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Nitzavim-Vayelekh 5770

Haftarah Parshat Nitzavim-Vayelekh
(Isaiah 61:10-63:9)
September 4, 2010
25 Elul 5770

Haftarah Commentary For Parshat Netzavim-Vayelech (Isaiah 61:10-63:9)

With this week\’s haftarah, we conclude the seven special haftarot of consolation (shiva d\’nehamta) which follow Tisha b\’Av and lead up to Rosh Hashanah. Ostensibly, the prophet\’s messages in these prophecies were intended to bring solace to the generation which had returned to rebuild both the nation and the Temple after their destruction at the hands of the Babylonians. The people were sorely in need of encouragement at what was for them a very difficult moment. The prophet\’s messages help them to triumph over their despair. This is reflected in the opening words of the haftarah: \”I will surely rejoice in the Lord, my soul will be joyful in My God.\” (61:10)

This message was set in a particular historical context. In rabbinic times, the message of the prophet was also given a different reading, this time in a liturgical context. Since this haftarah was set at the tail end of the month of Elul, immediately before Rosh Hashanah, its encouraging message could also be applied to themes relevant to the season. For serious minded people, who have a high level of self awareness, this season of introspection has the potential to prove quite troubling since it is easy to develop a sense that self repair is not possible.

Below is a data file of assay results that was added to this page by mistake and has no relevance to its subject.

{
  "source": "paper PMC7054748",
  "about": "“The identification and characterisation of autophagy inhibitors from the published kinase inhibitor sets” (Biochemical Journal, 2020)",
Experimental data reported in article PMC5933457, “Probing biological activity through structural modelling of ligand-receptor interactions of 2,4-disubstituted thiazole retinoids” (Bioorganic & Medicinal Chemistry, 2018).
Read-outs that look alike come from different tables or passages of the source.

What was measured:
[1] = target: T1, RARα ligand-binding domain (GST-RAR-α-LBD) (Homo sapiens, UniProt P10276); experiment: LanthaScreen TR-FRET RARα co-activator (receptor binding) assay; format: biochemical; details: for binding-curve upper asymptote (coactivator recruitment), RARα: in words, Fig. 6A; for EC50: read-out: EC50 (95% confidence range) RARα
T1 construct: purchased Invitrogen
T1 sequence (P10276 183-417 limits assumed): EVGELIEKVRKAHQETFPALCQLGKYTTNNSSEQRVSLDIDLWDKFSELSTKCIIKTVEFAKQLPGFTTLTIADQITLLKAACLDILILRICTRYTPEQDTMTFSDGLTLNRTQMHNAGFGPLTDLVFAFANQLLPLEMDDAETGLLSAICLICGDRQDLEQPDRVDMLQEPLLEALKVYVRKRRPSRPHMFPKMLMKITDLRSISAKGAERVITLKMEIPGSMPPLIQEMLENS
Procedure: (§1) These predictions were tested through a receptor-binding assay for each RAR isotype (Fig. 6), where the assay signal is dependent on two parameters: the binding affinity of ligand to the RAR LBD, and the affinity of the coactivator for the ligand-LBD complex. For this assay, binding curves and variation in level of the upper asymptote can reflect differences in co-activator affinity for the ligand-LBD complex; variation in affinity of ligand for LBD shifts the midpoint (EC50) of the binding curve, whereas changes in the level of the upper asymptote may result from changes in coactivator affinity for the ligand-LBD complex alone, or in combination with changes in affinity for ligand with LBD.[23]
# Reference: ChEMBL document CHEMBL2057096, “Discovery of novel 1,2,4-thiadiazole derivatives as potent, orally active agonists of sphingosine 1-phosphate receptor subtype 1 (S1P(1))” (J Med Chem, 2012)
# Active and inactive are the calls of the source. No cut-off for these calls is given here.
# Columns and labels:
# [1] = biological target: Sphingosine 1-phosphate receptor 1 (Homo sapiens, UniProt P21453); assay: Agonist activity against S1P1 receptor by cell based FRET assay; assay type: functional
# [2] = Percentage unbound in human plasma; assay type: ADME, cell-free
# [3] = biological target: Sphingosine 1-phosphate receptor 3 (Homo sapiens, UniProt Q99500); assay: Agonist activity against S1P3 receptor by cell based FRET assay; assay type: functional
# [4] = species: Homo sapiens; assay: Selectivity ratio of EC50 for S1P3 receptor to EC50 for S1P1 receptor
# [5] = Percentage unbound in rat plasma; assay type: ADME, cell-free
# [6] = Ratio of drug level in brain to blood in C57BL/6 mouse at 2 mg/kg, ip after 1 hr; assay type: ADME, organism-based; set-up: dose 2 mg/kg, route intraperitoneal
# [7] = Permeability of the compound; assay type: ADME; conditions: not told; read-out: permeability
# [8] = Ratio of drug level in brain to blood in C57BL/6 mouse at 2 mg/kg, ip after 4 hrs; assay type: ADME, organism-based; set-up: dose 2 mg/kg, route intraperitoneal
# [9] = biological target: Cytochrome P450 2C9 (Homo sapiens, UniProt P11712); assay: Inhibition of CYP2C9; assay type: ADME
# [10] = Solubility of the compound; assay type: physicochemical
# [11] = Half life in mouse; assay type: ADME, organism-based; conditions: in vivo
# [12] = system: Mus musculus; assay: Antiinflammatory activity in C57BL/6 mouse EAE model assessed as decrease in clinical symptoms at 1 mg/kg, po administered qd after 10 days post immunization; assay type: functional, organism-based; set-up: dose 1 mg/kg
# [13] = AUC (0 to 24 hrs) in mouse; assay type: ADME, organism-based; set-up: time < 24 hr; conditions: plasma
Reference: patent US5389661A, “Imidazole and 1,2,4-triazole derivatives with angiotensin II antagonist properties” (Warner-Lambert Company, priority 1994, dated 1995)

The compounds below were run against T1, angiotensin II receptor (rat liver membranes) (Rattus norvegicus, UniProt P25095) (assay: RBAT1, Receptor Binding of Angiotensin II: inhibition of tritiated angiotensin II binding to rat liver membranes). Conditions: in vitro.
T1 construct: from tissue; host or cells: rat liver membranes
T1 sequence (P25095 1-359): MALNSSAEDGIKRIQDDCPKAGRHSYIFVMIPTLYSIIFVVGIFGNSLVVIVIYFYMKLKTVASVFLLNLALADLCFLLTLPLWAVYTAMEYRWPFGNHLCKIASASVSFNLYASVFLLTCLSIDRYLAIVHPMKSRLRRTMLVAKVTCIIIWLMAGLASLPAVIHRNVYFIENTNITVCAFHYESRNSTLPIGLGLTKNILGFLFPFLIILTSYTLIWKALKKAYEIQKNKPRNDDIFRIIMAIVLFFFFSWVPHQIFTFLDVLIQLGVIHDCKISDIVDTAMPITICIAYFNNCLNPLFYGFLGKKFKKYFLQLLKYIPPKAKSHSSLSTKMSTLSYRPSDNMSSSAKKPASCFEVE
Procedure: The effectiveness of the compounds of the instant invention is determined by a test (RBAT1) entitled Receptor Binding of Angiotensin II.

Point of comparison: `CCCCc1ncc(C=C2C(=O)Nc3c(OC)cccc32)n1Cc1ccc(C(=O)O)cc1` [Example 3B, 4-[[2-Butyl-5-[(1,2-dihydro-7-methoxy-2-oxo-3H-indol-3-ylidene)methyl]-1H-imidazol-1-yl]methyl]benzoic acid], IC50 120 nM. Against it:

One rabbinic tradition offered an interpretation of the doubling of the opening verb in this week\’s haftarah to counter this sense of disillusionment: \”\’Sos Asis – Rejoicing I rejoice\’ – The word \’rejoicing\’ refers to Israel\’s being delivered from the punishment of Gehinnom (the netherworld); \’I will rejoice\’ refers to the time when the yetzer hara (the evil inclination) will be rooted out of Israel; \’my soul will be joyful in my God\’ refers to the time when my sins will be forgiven.\” (Pesikta Rabbati 27:2)

This passage anticipates the joy of the potential repentance and atonement found in Rosh Hashanah and Yom Kippur. No person need suffer despair, for provided he or she takes the message of this season seriously, redemption and self repair are truly possible. Consequently, despite our fears and inadequacies at this season, there is reason to rejoice. Why? Because it is truly in our power to be renewed.

About This Commentary

This study piece is offered as a service of the United Synagogue Conservative Yeshiva. It is prepared by Rabbi Mordechai (Mitchell) Silverstein, senior lecturer in  Talmud and Midrash at the Conservative Yeshiva.  He is a graduate of the Jewish Theological Seminary of America.

The United Synagogue Conservative Yeshiva in Jerusalem offers students of all backgrounds the skills for studying Jewish texts. We are a vibrant, open-minded egalitarian community of committed Jews who learn, practise and grow together. Our goal is to provide students the ability and desire to continue Jewish learning and practice throughout their lives.
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